Also, the steel straps seemed a little thin for my liking, so I will be swapping those at a later date for a thicker stainless steel version. But, for the most part, I am very pleased with how easy the tent was to attach to our loadbars.

Galaxy 1.0 First Impressions

TopOak Overland Galaxy 1.0 out on a trail
(Photo/Ron Frazelle)

After getting the tent mounted on our Jeep, I did some opening and closing practice runs. It is incredibly easy to set up and close down. I’m storing some sleeping bags (laid out flat), the included shoe bag and ladder, as well as some small pillows up in the tent when not in use.

With that stuff stored in it, the tent was a little bit harder to close, but still closed up just fine. This convenience is much easier to deal with when closing the wedge-type tent when compared to the fold-out type tent tent.

We’ve done around 600 miles with the Galaxy 1.0 on the roof, as well as a few offroad trails, and so far it’s felt solid and has been quiet. I didn’t notice the extra 60lbs on the roof while driving around with the tent. I didn’t think that would happen, I thought it would be noticeable.

Better MPGs

One of the most noticeable differences between the fold-out and the wedge-type of tents is road noise. The TopOak Galaxy 1.0 has a hard aluminum exterior shell that seems to glide through the wind. This makes it much quieter than the soft cover of the SkyRise HD Medium tent.

TopOak Overland Galaxy 1.0 carries a xmas tree

The Galaxy 1.0 sits much lower on top of the Jeep than the SkyRise did. At only 8″ tall when closed, the Galaxy 1.0 has a full 9″ lower profile than the SkyRise. Not only is the Galaxy 1.0 much quieter, but it’s also allowed me to gain back between 2 and 3 miles per gallon putting me very close to the factory gas mileage for the Jeep. That was surprising.

I’ve got a bunch of small desert trips planned for the tent in the next few months, along with a big multi-day Death Valley run and a huge run through North East Nevada and Virginia City.

These trips will put this tent to the test. I’m curious how well a $1300 tent will do while running some rough trails through an unforgiving desert landscape. Stay tuned here for the full review of the TopOak Galaxy 1.0.

TopOakOverland.com

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14 Comments
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Larry Falk
Larry Falk
6 months ago

Can someone help me understand why you would want to sleep in a tent on top of your car?

Greg
Greg
6 months ago
Reply to  Larry Falk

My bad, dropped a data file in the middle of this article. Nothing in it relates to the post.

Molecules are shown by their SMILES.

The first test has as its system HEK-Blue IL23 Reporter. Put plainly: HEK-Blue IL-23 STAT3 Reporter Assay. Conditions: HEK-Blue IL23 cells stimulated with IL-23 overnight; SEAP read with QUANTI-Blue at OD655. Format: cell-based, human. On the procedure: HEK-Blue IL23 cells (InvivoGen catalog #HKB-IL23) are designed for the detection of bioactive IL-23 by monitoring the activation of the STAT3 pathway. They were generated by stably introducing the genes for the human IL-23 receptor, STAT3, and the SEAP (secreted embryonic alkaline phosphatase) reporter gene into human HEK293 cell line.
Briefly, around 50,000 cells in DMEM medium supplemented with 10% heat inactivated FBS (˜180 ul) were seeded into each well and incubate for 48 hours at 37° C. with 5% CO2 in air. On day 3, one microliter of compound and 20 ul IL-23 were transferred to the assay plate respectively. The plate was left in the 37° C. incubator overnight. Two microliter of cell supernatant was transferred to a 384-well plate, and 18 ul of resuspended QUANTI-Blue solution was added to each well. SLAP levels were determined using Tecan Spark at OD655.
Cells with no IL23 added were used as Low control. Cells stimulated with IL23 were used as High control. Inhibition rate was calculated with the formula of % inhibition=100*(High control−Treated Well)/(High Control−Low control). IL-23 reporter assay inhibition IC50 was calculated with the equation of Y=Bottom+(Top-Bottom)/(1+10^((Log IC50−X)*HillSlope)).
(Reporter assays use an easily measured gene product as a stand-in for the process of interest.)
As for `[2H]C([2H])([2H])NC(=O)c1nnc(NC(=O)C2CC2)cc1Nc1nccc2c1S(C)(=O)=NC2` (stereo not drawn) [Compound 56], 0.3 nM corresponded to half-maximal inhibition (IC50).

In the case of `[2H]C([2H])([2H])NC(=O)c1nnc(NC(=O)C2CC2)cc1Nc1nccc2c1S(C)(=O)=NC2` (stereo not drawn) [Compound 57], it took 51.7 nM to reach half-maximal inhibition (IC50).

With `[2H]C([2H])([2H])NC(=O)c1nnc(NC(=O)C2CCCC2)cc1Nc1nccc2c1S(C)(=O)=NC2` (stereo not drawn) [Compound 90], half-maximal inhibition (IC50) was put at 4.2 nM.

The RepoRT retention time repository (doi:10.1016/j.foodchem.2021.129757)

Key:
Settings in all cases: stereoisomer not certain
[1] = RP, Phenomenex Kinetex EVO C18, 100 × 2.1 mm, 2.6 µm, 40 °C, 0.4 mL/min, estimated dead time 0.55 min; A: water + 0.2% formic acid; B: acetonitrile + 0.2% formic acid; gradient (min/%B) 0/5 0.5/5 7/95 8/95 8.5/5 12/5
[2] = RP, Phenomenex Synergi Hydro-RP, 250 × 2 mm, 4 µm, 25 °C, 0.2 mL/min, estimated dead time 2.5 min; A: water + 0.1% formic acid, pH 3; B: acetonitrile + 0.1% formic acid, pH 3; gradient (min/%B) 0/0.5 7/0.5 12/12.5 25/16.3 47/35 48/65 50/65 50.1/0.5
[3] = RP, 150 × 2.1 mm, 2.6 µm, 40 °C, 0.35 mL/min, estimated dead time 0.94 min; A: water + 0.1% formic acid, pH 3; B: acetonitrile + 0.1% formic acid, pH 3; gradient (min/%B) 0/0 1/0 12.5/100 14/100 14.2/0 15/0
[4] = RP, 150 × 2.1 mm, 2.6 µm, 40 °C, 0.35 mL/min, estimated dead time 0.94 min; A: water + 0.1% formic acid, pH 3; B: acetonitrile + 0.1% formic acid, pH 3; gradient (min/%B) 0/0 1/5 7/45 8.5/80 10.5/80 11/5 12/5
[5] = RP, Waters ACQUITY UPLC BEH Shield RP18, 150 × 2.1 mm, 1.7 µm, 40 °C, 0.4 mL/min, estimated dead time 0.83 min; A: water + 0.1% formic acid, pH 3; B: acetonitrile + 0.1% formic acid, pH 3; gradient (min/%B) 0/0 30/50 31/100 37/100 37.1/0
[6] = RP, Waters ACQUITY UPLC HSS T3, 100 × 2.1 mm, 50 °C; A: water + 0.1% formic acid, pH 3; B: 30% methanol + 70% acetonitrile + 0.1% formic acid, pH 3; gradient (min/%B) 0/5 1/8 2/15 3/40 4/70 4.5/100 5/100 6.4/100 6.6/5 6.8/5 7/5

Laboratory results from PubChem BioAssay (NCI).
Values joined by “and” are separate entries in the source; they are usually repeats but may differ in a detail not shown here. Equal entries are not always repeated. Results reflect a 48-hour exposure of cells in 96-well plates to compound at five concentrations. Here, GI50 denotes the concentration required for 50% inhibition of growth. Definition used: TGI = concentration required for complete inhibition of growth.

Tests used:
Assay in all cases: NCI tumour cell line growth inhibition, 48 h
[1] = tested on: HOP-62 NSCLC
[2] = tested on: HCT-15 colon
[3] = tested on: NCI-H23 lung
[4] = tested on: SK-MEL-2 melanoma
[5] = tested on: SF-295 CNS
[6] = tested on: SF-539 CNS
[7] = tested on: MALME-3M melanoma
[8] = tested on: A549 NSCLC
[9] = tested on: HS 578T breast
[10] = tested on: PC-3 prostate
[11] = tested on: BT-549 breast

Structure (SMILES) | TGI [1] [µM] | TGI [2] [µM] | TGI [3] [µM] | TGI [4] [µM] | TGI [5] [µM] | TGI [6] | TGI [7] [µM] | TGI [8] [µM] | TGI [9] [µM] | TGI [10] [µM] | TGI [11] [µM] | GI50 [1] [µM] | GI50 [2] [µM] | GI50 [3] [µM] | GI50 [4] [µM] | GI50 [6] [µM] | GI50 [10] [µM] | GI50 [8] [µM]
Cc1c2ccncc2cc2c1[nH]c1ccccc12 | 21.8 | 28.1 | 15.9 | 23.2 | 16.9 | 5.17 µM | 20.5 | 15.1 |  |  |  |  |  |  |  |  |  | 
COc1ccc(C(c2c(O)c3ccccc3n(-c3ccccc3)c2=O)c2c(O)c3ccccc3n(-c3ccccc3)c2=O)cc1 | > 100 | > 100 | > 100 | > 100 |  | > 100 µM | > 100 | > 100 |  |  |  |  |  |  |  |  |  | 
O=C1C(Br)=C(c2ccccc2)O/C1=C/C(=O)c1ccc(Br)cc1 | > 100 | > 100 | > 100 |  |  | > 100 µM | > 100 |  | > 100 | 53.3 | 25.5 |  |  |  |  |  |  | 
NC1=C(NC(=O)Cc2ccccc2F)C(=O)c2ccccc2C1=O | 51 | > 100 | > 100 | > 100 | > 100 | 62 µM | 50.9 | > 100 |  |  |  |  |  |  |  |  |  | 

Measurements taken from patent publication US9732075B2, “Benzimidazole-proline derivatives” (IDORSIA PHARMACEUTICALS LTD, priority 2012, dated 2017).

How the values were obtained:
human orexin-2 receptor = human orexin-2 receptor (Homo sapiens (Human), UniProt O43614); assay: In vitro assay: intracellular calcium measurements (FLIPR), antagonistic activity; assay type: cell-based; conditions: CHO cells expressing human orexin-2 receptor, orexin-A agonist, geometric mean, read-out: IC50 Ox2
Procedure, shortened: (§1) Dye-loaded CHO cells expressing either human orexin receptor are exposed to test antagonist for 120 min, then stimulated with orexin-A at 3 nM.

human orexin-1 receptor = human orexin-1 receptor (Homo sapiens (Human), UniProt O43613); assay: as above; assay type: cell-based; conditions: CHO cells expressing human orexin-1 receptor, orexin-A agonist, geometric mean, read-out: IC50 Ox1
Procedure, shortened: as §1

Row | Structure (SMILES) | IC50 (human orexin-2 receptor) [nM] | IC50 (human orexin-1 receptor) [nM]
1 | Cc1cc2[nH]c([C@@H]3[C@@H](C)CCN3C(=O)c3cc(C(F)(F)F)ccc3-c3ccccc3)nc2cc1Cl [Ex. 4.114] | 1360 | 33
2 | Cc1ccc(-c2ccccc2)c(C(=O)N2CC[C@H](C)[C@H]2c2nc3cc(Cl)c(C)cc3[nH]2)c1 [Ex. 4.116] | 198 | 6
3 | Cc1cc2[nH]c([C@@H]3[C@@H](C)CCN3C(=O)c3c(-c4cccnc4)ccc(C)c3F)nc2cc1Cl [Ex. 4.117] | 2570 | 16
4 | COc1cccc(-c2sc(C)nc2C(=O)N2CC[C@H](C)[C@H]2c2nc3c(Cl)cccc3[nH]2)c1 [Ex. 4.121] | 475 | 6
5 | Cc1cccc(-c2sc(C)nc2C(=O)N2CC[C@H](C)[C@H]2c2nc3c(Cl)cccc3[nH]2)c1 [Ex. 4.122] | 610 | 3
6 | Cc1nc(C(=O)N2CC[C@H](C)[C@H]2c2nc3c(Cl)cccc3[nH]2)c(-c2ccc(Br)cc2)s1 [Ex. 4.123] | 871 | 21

Less of nature to ruin your camping trip.

Travis
Travis
6 months ago
Reply to  Larry Falk

Because it quick, convenient and comfortable. Plus sleeping gear can be stored in most of them to free up space in the car.

D L
D L
6 months ago
Reply to  Larry Falk

LOL. Because that’s what all the cool “overland” kids do. No other reason really.

Fang Chang bing banger
Fang Chang bing banger
6 months ago
Reply to  D L

Overlanding is a hobby where the goal is to spend as much money making
Your vehicle drive as awful as possible on the road so once every 2 years you can take it on an OHV trail.

Dutch
Dutch
6 months ago
Reply to  Larry Falk

To pee on your roof without touching the ground with bare feet.

Scott
Scott
6 months ago
Reply to  Dutch

Did that one night when I had a few to many drinks around the campfire. Got up in the morning wondering who pissed down the side of my truck, then it all came back to me what happened.

Dan Thomson
Dan Thomson
2 months ago
Reply to  Larry Falk

The same reason people use a camper but without having to use a camper. You can do bug-out overnights and keep the sleeping gear packed up top. It can be convenient for long-distance trips.
I’m specifically doing it because I want to put my biggest telescope in my jeep and take it somewhere darker. I can use this in a field. Campsites aren’t always good for telescope stargazing.
Ground tents are good. Rooftop tents are good. Cabins can be good if they are in the right place. RVs are sometimes good but can get obnoxious and impractical.
Does that answer your question?

Exodux
6 months ago

Having a RTT is a great way to get more people out to the outdoors. They are easy and fast to use, they keep you off the dirt and away from critters. The only downside to me is when nature calls you have to go down the ladder.

Mark B
Mark B
6 months ago

Mattress quality???

Mark B
Mark B
6 months ago
Reply to  Ron Frazelle

Thanks Ron! Keep us posted on it. I’ll watch for the full review.

John
John
6 months ago

Will this fit on a Ford explorer

Scott
Scott
6 months ago
Reply to  John

I have put it on the top of my honda pioneer, my classic ford bronco and My tacoma long bed on a rack so I think that is a yes